This invasion, literal or otherwise, of foreign affairs has failed for multiple reasons, and has weakened America in many ways. To start, America has placed itself in a position where it must be the bad guy. As Niccolo Machiavelli says in his masterpiece, The Prince, “it is far better to be feared than loved if you cannot be both” (54). America desires to be respected by the rest of the world, and has created a healthy fear for its strength, but it has become equally as focused on being loved. It is a conqueror that wishes to be loved by those it conquers. It is not prepared for a world that hates it, as it does not consider itself an empire. Machiavelli spends much of The Prince explaining how to be a ruler, and is brutally realistic about what one must do in order to stay in power. Machiavelli does suggest that it is relatively easy to subdue a nation with a similar culture and language to the invader, but it is much more difficult to subdue one that is very different. Therefore, when one invades such a country, they must also flood it with their own people and culture, at the expense of the people living there (8-15). This is certainly something that America has done well at, spreading its culture and systems all over the world.
America has made several fatal mistakes that Machiavelli warned against, such as the adage that “there is no avoiding war; it can only be postponed to the advantage of others” (12). In an attempt to avoid a larger war, America has made many preemptive attacks that have ultimately wasted as much money and weakened America as it would otherwise. Also, contrary to Machiavelli’s idea that “men must be either pampered or crushed, because they can get revenge for small injuries, but not for grievous ones”, the United States has time and time again not finished off enemies it could have overthrown when they had the chance, and lived to regret it (10-11). America makes a big mistake when it doesn’t accept its own imperialism, believing it’s the good guy, and not going all the way in their monstrous expansion, resulting in constant creation of enemies.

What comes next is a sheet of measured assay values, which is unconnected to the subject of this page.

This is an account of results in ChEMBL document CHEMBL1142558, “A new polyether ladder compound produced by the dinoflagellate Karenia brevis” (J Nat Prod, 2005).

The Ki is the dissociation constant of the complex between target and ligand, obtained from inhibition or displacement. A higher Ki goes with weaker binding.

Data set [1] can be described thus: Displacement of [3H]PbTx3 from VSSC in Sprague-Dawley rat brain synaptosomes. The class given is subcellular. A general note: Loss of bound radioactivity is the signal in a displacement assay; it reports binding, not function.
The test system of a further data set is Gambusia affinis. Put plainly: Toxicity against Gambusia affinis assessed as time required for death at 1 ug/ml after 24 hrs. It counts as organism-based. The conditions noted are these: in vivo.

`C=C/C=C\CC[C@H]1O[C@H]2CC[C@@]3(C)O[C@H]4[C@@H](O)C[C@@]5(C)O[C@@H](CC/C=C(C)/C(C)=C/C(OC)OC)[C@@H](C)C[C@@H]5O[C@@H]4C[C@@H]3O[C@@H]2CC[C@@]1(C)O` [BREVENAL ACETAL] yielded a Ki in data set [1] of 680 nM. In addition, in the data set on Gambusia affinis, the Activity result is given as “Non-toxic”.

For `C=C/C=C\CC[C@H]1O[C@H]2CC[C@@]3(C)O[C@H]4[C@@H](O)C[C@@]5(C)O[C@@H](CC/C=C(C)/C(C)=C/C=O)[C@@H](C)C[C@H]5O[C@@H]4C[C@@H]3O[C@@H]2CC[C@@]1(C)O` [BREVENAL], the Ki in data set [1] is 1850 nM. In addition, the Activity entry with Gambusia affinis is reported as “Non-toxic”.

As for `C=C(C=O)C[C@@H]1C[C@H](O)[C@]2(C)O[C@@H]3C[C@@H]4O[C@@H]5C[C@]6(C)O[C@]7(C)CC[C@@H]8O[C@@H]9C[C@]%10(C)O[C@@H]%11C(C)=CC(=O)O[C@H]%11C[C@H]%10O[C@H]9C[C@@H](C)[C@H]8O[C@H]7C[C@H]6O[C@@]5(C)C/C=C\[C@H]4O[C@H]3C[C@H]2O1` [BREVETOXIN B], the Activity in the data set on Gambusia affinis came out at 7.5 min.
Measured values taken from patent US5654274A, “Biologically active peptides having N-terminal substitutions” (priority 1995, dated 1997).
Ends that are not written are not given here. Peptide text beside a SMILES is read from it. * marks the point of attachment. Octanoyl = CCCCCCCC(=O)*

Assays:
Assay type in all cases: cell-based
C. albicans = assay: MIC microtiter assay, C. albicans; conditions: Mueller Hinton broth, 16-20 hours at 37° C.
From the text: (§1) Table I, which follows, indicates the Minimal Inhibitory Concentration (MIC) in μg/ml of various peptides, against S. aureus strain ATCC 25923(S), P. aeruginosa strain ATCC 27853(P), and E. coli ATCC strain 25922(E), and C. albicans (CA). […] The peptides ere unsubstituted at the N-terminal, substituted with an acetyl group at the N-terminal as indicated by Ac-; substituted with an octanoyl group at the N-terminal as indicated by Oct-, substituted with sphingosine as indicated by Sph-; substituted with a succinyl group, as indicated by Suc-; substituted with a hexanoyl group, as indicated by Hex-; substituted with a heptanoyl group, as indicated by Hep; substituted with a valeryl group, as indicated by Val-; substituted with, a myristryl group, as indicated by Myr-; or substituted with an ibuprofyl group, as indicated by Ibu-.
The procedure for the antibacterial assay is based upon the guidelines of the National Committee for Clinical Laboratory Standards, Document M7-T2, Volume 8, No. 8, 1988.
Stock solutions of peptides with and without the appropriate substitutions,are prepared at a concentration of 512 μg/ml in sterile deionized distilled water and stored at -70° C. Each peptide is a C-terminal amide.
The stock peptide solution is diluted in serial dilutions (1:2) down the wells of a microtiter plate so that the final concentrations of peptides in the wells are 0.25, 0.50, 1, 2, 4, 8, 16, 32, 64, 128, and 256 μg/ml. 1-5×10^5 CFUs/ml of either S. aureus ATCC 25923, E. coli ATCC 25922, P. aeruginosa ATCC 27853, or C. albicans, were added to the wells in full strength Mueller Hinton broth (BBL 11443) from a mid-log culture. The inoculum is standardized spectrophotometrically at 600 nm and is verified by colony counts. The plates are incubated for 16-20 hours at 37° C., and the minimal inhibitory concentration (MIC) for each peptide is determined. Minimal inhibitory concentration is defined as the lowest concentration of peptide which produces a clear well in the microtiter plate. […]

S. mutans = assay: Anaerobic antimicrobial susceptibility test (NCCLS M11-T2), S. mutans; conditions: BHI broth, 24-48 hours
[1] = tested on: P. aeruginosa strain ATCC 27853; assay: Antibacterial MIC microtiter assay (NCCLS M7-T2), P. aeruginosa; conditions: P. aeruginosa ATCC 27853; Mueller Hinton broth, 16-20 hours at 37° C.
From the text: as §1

Perhaps America’s Imperialism was inherently self-destructive. George Orwell speaks against imperialism, particularly that of Great Britain, in his essay Killing an Elephant. Orwell’s submission to the will of those inferior to him, the Indians, reveals to him the “real nature of imperialism”(196). This revelation is something very applicable to all empires, regardless of its relation to the British and the Indians in the context of the story:
I perceived in this moment that when the white man turns tyrant it is his own freedom that he destroys. He becomes a sort of hollow, posing dummy, the conventionalized figure of a sahib. For it is the condition of his rule that he shall spend his life in trying to impress the “natives” and so in every crisis he has got to do what the “natives” expect of him. He wears a mask and his face grows to fit it. (Orwell 197-198)
In setting itself up as the leader of the free world, America is like Orwell, a puppet of those it rules over. America has a lot of subordinates; dozens of nations expecting it to do what needs to be done. The USA no longer has become a nation led by its people, but is instead led by the people of other nations. In the essay, Orwell is aware of the irony of this system, yet still succumbs to it, as he would no longer have any credibility as the overlord. This is why America so desperately attempts to prove itself to the rest of the world, it wants to be seen as the one in control. As soon as America stops providing this image to the rest of the world, it will no longer be seen as strong. The United States, like so many ‘great’ empires before it, is the true slave.